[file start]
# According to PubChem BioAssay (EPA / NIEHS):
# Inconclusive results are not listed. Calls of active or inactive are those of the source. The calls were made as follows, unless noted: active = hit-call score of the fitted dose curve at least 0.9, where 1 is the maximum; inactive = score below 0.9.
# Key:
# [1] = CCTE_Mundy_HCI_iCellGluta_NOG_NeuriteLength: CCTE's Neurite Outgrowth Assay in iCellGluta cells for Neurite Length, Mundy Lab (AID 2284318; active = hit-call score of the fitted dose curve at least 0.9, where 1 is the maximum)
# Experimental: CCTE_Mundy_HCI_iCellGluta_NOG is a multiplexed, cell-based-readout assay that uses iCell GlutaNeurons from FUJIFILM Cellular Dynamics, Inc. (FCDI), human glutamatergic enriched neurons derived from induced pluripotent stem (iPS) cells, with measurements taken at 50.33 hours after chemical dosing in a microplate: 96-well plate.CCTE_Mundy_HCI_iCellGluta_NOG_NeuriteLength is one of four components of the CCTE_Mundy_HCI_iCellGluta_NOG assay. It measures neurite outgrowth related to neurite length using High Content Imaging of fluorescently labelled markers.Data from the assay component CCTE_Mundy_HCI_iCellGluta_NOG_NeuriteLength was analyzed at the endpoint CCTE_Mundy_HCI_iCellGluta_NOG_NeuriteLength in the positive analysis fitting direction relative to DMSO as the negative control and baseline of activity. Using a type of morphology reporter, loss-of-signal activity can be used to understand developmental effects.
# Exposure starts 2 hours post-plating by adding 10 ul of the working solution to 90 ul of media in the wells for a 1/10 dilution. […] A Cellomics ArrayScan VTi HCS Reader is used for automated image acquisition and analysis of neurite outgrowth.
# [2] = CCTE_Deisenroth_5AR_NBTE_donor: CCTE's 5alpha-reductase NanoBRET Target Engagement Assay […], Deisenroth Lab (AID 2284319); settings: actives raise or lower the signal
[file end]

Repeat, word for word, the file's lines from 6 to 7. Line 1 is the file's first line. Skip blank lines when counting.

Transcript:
# Exposure starts 2 hours post-plating by adding 10 ul of the working solution to 90 ul of media in the wells for a 1/10 dilution. […] A Cellomics ArrayScan VTi HCS Reader is used for automated image acquisition and analysis of neurite outgrowth.
# [2] = CCTE_Deisenroth_5AR_NBTE_donor: CCTE's 5alpha-reductase NanoBRET Target Engagement Assay […], Deisenroth Lab (AID 2284319); settings: actives raise or lower the signal